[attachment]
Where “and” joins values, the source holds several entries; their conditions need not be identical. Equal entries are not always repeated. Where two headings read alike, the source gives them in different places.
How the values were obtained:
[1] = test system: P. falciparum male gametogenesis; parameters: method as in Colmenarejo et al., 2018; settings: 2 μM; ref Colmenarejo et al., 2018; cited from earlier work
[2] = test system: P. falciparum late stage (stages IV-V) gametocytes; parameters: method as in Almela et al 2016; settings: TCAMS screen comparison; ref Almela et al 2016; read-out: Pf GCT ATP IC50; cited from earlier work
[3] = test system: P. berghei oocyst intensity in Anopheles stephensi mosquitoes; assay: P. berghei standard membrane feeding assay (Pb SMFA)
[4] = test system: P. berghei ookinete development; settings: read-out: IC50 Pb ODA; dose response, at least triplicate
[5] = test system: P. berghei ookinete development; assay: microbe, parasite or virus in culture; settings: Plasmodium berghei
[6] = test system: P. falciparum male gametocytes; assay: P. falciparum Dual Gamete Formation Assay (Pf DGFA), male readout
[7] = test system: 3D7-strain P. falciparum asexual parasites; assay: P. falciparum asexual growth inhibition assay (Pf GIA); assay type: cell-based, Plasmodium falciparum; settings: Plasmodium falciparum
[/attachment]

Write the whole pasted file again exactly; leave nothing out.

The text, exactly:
Where “and” joins values, the source holds several entries; their conditions need not be identical. Equal entries are not always repeated. Where two headings read alike, the source gives them in different places.
How the values were obtained:
[1] = test system: P. falciparum male gametogenesis; parameters: method as in Colmenarejo et al., 2018; settings: 2 μM; ref Colmenarejo et al., 2018; cited from earlier work
[2] = test system: P. falciparum late stage (stages IV-V) gametocytes; parameters: method as in Almela et al 2016; settings: TCAMS screen comparison; ref Almela et al 2016; read-out: Pf GCT ATP IC50; cited from earlier work
[3] = test system: P. berghei oocyst intensity in Anopheles stephensi mosquitoes; assay: P. berghei standard membrane feeding assay (Pb SMFA)
[4] = test system: P. berghei ookinete development; settings: read-out: IC50 Pb ODA; dose response, at least triplicate
[5] = test system: P. berghei ookinete development; assay: microbe, parasite or virus in culture; settings: Plasmodium berghei
[6] = test system: P. falciparum male gametocytes; assay: P. falciparum Dual Gamete Formation Assay (Pf DGFA), male readout
[7] = test system: 3D7-strain P. falciparum asexual parasites; assay: P. falciparum asexual growth inhibition assay (Pf GIA); assay type: cell-based, Plasmodium falciparum; settings: Plasmodium falciparum